7) HIT BACK WITH OR MONEY OR ROLLER (or money back pressure)

  • Objective: Removal of plaque from the gum and tooth, with special emphasis on the gingival sulcus.
  • The bristles are placed parallel to the attached gingiva, head of the toothbrush to level the occlusal plane. Then, turn the wrist to bend the bristles against the gum first and then against the labial surface, making a rotation to the incisal edge or occlusal surfaces, making cleaning the gingival tooth surfaces. The back pressure is repeated at least 5 times before proceeding to the next site.
  • Adverse effects: Possible trauma to the mucogingival junction and alveolar mucosa.

8) LEONARDO

  • Objectives: To stimulate the gums and clean the buccal surfaces of posterior teeth.
  • Simple Vertical brushing movements (up-down).

9) SMITH-BELL (Physiological technique)

  • Objectives: physiological autoclisis to remove plaque.
  • The bristles are placed at the height of the incisal edge or occlusal surfaces at an angle of 90 degrees, and moving in its action sweeping or cleaning of the gum.

10) FONES or CIRCULAR METHOD

  • Objectives: it is achieved plaque removal and at the same time, massage the gums and tongue brushing.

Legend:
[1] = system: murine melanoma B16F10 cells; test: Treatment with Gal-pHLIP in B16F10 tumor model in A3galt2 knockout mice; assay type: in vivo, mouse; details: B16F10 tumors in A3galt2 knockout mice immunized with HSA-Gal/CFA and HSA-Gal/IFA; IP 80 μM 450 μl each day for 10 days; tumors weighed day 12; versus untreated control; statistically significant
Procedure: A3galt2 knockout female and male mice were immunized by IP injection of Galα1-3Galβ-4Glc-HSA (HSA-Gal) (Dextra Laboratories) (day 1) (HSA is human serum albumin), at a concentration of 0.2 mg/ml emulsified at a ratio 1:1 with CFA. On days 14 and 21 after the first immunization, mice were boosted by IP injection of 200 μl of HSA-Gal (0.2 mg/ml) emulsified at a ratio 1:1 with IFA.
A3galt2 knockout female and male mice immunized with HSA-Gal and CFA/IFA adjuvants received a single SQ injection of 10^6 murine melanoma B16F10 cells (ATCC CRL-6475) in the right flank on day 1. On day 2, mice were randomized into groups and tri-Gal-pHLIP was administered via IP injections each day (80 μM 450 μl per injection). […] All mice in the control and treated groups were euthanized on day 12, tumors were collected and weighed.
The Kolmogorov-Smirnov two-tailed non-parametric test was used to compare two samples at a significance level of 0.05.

• Large circular motions with your mouth closed, ranging from the gumline of the tooth top to bottom, the handle remains parallel to the line of occlusion and the bristles are located perpendicular to the longitudinal axis of the tooth.
  • Directions: The recommended technique in younger children, given the lower skill at making tooth brushing.

The importance of caring for your gums:

 

Electric Toothbrush vs. Manual Brush

ELECTRIC TOOTHBRUSH
Instrument used for removal of soft microbial plaque deposits.
Most electric toothbrushes are no more effective than manual toothbrushes. The exception are the models with rotation and oscillation, including several electric toothbrushes from Braun Oral B series, but still these brushes are performing slightly better than a regular manual brush. Research indicates that the manner in which to perform brushing is more important than the brush selected. For patients with limited dexterity, dentists believe that an electric toothbrush can be particularly beneficial.

How to brush your teeth with an electric toothbrush:

Our recommendation:

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Dental Internacional
C/ Vinaroz, 13-18. Madrid
info@dentalinternacional.es